Exposures to illicit or abused drugs in pet animals can be
accidental, intentional, or malicious. Occasionally, drug-sniffing dogs also ingest
these substances. Because of the illegal nature of illicit or abused drugs, owners
may provide inaccurate, incomplete, or misleading exposure histories. Illicit drugs
are often adulterated with other pharmacologically active substances, making the
diagnosis even more difficult.
In suspected cases of exposure to illicit or abused drugs, an
attempt should be made to gather information about the animal's environment; amount
of exposure; and time of onset of clinical signs and their type, severity, and
duration. These questions will help include or exclude possible exposure to an
illicit or abused drug. Illicit and abused drugs are often known by street names
that vary from area to area. A call to a local police station, or animal or human
poison control center, may help identify the illicit substance if its street name is
known. Most human hospitals, emergency clinics, and some veterinary diagnostic
laboratories have illicit drug screens available and can check for the presence of
illicit drugs or their metabolites in different body fluids. The presence of a
parent drug or its metabolites in blood or urine may help confirm exposure in
suspect cases. The laboratories should be contacted for information on the types of
samples needed and time required to complete the screens or tests.
Commonly available over-the-counter drug test kits may help
exclude a suspected case of illicit drug toxicosis. They are designed to detect drug
metabolites in the urine and can detect most commonly available illicit or
recreational drugs such as amphetamines, cocaine, marijuana, opiates, and
barbiturates. The sensitivities and specificities of these test kits may vary. The
kits are inexpensive, efficient, and easy to use, but the instructions provided with
each kit should be followed carefully for best results.
Amphetamines and Related
Amphetamines and their derivatives are CNS and
cardiovascular system stimulants commonly used in people for suppression of
appetite, narcolepsy, attention deficit disorder, parkinsonism, and some
behavior disorders. Some commonly encountered amphetamines or related drugs are
methylphenidate, phentermine, diethylpropion,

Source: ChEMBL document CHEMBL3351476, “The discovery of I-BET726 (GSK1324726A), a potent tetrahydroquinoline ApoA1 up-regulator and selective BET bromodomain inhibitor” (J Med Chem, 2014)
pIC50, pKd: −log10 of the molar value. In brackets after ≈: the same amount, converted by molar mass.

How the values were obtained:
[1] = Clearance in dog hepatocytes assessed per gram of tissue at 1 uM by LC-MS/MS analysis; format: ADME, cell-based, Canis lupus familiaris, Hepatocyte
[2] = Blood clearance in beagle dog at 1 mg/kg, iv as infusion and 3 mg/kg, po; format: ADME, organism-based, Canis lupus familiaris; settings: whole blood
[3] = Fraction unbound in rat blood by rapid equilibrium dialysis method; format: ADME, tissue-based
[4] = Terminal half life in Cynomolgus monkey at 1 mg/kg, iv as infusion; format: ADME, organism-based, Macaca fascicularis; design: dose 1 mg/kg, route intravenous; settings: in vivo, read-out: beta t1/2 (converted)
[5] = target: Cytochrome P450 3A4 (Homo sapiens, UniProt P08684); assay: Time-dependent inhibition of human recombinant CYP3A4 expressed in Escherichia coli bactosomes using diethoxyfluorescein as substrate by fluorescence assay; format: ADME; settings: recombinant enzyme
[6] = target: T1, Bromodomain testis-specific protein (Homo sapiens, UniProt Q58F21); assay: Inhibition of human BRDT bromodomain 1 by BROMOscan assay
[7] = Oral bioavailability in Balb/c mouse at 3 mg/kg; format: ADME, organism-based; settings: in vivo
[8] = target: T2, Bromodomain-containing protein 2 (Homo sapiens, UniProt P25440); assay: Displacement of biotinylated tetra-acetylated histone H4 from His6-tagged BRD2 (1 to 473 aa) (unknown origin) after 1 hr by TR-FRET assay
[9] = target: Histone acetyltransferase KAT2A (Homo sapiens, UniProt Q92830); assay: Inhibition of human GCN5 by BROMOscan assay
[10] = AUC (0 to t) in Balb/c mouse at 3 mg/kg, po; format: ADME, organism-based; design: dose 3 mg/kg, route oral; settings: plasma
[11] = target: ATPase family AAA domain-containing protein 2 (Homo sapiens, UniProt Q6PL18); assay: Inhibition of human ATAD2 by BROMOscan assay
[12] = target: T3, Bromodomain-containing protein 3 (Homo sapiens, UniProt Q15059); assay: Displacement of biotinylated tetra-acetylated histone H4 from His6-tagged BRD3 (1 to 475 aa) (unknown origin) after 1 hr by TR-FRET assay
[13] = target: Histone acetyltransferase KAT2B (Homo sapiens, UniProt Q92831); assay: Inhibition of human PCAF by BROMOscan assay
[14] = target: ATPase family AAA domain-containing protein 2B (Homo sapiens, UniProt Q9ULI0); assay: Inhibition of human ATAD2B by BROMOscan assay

and phenmetrazine. Amphetamines sold on
the street have common names such as speed, bennies, or uppers. Commonly used
adulterants are caffeine, ephedrine, or phenylpropanolamine.
Pharmacokinetics and Toxicity
Amphetamines are rapidly absorbed in the GI tract,
reaching peak plasma concentrations in 1–2 hr. Sustained-release
formulations have a delayed absorption and relatively longer half-life. The
plasma half-life of amphetamines depends on the urinary pH. With an alkaline
pH, the half-life is 15–30 hr; with an acidic pH, the half-life is 8–10 hr.
The acute oral LD50 of amphetamine in rats and mice
is 10–30 mg/kg. In people, deaths have been reported after ingestion of
methamphetamine at 1.3 mg/kg.
Amphetamine stimulates the release of norepinephrine,
affecting both α- and β-adrenergic receptor sites. Amphetamine also
stimulates catecholamine release centrally in the cerebral cortex, medullary
respiratory center, and reticular activating system. It increases the amount
of catecholamine at nerve endings by increasing release and inhibiting
reuptake and metabolism. The neurotransmitters affected in the CNS are
norepinephrine, dopamine, and serotonin.
Clinical Findings and Diagnosis
Clinical signs of amphetamine and cocaine toxicosis
are similar and difficult to differentiate clinically. The only difference
may be the longer duration of clinical signs of amphetamine toxicosis
because the half-life of amphetamine is longer than that of cocaine. The
most commonly reported signs are hyperactivity, aggression, hyperthermia,
tremors, ataxia, tachycardia, hypertension, mydriasis, circling, head